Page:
Ferrari 550 Maranello – 1996

It may be too soon to mention immortality but if ever a Ferrari can be expected to become an enduring classic, it’s the fabulous 550 Maranello. Why? Because this was the supercar that returned to its roots. Forget the mid-engined stuff that always made old Enzo Ferrari so nervous — the 550 Maranello was a top-of-the-line two-door V12 front-engined coupe of the kind not seen since the Daytona was discontinued back in the 1970s. No doubt II Commendatore would have been thrilled to see the return of the configuration he loved — and delighted by the fact it bore the Maranello name to symbolize its connection with all his company’s traditional virtues.

The styling of the 550 Maranello steered a skilful course between tradition and modernity, and was overseen personally by Sergio Pininfarina. The long bonnet had a pleasingly rounded front with a businesslike air scoop set between the angled glass headlight covers. The fastback passenger cabin had a roomy leather interior of the highest quality, set well back behind its sharply raked windscreen. The short flanks with air vents had an accentuated dihedral line. The boot was tall and wide and offered adequate space for a set of golf clubs.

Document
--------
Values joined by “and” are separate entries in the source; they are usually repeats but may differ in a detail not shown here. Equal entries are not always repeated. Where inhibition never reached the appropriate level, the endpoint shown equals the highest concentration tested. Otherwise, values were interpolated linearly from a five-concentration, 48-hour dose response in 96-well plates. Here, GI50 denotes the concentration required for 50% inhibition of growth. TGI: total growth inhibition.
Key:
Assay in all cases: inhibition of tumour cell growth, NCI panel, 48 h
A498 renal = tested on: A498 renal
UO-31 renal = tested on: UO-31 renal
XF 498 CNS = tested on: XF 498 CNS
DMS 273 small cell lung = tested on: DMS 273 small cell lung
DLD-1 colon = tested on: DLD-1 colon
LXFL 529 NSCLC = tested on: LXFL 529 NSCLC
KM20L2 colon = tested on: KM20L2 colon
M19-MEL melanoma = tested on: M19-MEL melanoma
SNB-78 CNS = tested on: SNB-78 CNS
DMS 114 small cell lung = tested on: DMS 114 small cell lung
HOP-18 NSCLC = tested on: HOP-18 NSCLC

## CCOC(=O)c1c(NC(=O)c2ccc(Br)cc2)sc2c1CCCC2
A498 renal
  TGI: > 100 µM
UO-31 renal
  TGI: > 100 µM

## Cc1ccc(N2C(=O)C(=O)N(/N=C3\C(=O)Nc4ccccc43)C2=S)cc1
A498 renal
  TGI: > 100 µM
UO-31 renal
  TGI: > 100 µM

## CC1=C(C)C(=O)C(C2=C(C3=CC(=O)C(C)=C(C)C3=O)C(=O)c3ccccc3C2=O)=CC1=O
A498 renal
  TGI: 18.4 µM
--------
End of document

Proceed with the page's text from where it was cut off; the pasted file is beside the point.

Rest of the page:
The 550 Maranello’s restrained look was based on the appearance of classic Ferraris from times past, but the aerodynamics were superb and this vehicle was one of the most technologically advanced cars ever to wear the Prancing Horse badge with pride. It had underpinnings in common with the Ferrari 456 GT, but had a shorter tubular chassis. It shared the 465 GT’s double-wishbone independent suspension and coil springs, electronically controlled shock absorbers and antiroll bars, but in addition the 550 Maranello boasted a sensational three-phase traction control system (normal, sport and off). All this, coupled with the splendidly responsive engine, made the 550 Maranello a splendiferous car to drive.




1996 (until 2001)


5,474 cc V12


Top speed of 199 mph (320 km/h); 0-60 mph (97 km/h) in 4.2 secs


An open-top Barchetta version of the 550 Maranello was introduced in 2000. The original production run was to be 444 cars (one less than the 445 Ferrari thought it could sell) — but when it was pointed out that 444 was an unlucky number in the important Japanese market the run was upped to 448… which all sold anyway!



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